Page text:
I completed my Wheaton/Scalzi UnicornPegasusKittenFic tonight, making final adjustments and corrections a few hours before the deadline. I started working on the story right after the contest was announced, writing in fits and starts throughout the month. I meant to get it handed off to my beta readers a little earlier than yesterday, but I immensely appreciate the quick turnaround! I got great feedback about typos, geeky elements, and some quirky turns of phrase. I’m very happy with the result. While the contest has no requirement of exclusivity, I’m going to keep my story unpublished until the results are known. It seems more fun that way.
In the end, it wasn’t so terribly painful to write a piece of real person fiction (RPF). While I created a rather fantastic backstory for my piece, I avoided making changes to the essential characters or personal lives of the real people I was depicting. Their lives were the same, just transplanted to a ridiculous scenario. This made the whole thing more comfortable. I wasn’t ignoring the fact that they both have wives and children (though I also didn’t really write about their families, as that moved into creepier private territory), and I attempted to incorporate well-known aspects of their lives and proclivities. I also didn’t delve into particularly personal details – there was no speculation on what Wil Wheaton is wearing under his kilt in the painting. I avoided romance entirely, because that seemed like it would require me to ignore the real lives of real people and get a little too personal. I’m sure it would’ve been possible to write something respectful and entertaining about the obvious homoerotic undertones going on there (hello, giant spear!), but I steered clear and feel good about that.
I blogged and tweeted a bit about my discomfort with RPF, and a friend commented, “There’s a thin line between historical fiction & RPF but I think it’s there.” And that got me thinking: would my creepy feelings about this experience have been different if I’d been asked to write a story about two historical figures who were no longer alive? I think it would have been a lot easier, and my friend nailed the reason with a follow-up tweet – “Some historical figures are like characters now.” Yes! I don’t feel like it’s as weird or disrespectful to write fiction about historical figures who are long gone. Their lives have become part of our public record, and well-respected scholars have already dug into their histories. Reading the Wikipedia entry about John Quincy Adams feels far less voyeuristic than reading the one on John Scalzi. If I write John Quincy Adams into a sexual situation, he isn’t going to read it and be creeped out. His children aren’t going to read it. His descendants could read it, but that dilutes the weirdness – especially with a well-documented historical figure. No one would wonder about how I got so much deeply personal information about John Quincy Adams. I could write about where his children went to school or his medical records… neither of which would be appropriate if I was writing about John Scalzi. Time makes a huge difference here.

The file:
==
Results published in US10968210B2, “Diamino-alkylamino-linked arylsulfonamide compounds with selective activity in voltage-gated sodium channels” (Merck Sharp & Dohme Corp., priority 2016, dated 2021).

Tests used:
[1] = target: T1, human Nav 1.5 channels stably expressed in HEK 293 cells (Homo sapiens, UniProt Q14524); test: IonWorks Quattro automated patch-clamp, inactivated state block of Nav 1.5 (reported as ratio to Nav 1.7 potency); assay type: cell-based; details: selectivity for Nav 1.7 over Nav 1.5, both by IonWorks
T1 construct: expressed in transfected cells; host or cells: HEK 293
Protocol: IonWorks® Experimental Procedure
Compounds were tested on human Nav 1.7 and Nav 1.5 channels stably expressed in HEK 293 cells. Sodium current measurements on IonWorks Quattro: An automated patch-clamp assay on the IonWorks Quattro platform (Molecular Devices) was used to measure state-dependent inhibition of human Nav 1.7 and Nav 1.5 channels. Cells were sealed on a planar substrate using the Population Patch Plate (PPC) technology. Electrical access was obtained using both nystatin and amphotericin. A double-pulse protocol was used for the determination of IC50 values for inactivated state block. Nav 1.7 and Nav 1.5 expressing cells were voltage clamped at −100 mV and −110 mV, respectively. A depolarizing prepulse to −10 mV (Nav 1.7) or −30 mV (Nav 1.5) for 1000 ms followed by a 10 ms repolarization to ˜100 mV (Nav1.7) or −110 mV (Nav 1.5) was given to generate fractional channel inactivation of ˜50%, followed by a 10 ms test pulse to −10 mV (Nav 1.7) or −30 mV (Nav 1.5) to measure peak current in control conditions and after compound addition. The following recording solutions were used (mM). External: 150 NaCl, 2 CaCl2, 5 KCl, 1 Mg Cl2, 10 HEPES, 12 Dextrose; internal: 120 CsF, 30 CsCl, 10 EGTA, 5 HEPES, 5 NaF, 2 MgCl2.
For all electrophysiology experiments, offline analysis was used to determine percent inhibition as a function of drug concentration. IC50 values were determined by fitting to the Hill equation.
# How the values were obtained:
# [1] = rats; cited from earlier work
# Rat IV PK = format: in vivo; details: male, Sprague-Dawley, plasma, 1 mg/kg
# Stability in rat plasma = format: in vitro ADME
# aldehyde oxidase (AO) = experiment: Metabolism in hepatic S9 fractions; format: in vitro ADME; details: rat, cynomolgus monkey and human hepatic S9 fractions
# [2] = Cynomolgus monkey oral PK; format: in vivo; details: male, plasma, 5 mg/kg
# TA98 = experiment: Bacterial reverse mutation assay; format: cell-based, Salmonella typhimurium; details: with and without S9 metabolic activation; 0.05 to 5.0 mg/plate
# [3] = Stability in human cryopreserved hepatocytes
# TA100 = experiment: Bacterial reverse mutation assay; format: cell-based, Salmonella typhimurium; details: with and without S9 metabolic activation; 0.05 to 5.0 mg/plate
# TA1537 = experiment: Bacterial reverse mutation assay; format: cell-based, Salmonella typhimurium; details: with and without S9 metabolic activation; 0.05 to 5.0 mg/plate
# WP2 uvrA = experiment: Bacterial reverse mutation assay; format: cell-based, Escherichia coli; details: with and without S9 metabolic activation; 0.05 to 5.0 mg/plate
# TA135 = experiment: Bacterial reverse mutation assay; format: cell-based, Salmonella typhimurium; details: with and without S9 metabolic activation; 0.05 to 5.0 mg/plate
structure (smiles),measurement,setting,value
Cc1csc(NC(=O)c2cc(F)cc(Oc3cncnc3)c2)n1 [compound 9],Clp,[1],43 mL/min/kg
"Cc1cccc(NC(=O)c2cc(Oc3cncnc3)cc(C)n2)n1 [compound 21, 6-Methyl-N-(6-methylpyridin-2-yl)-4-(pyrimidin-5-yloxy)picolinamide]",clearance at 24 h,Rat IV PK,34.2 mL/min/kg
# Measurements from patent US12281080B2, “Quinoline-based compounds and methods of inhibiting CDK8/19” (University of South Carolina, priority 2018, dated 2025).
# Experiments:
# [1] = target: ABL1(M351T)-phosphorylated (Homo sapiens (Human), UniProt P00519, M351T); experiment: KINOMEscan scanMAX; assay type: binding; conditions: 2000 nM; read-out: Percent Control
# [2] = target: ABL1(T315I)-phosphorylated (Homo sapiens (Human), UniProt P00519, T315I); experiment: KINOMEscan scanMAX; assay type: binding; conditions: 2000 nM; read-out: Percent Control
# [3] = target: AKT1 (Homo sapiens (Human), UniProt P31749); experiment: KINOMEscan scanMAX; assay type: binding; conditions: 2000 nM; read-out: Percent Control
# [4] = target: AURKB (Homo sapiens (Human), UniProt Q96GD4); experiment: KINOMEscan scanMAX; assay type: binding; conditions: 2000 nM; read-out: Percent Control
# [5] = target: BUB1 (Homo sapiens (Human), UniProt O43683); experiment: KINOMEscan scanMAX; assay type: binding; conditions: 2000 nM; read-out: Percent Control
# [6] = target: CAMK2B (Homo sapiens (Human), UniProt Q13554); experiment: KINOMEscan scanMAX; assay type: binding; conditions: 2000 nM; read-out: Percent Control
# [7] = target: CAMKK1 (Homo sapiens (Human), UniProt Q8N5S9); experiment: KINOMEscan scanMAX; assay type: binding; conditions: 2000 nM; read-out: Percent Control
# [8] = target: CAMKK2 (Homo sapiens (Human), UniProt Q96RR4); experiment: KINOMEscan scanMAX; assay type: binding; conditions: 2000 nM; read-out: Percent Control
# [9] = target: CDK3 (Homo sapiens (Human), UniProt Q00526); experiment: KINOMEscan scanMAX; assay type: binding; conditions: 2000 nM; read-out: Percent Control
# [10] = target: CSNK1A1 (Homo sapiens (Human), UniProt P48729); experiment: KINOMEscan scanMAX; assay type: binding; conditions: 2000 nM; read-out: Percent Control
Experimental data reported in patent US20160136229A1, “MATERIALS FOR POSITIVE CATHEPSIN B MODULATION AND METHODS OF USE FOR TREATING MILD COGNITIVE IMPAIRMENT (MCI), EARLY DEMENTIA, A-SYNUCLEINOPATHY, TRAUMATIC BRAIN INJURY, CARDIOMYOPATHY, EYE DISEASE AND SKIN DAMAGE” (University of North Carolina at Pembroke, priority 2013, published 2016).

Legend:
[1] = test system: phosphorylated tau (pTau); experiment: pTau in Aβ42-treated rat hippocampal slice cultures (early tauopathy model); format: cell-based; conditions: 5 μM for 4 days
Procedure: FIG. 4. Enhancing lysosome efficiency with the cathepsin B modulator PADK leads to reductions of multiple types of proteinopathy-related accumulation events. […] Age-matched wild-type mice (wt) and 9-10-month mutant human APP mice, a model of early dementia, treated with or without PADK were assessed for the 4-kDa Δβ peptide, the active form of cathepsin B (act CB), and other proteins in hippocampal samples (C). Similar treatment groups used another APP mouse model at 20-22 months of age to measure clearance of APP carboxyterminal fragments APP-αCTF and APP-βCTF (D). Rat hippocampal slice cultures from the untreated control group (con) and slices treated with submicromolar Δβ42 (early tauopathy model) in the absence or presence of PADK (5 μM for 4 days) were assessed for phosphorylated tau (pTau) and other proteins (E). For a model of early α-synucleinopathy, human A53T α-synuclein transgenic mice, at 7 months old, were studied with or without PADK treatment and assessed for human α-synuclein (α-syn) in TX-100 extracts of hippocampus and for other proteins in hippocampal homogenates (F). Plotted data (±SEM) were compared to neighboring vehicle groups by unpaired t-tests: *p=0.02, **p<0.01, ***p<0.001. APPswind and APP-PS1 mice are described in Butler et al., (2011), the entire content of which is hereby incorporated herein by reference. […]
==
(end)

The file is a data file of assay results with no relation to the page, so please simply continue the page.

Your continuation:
This also raised the question of whether Ben Franklin/John Adams slash fanfiction exists. I am assured that yes, it does – not only does Rule 34 assure it, but there’s a healthy little community of authors who write fanfiction based on the musical 1776 (plus those who write general historical fiction about the era). But, Mr. Adams!
Will I be writing more stories about real persons, living or dead? Probably not, unless there’s a specific request. Part of the fun of writing fiction is the ability to create worlds and characters from scratch – and writing about real people means you can get your characters wrong. I could be persuaded to write about that unicorn-pegasus-kitten again, though. He was a charmer.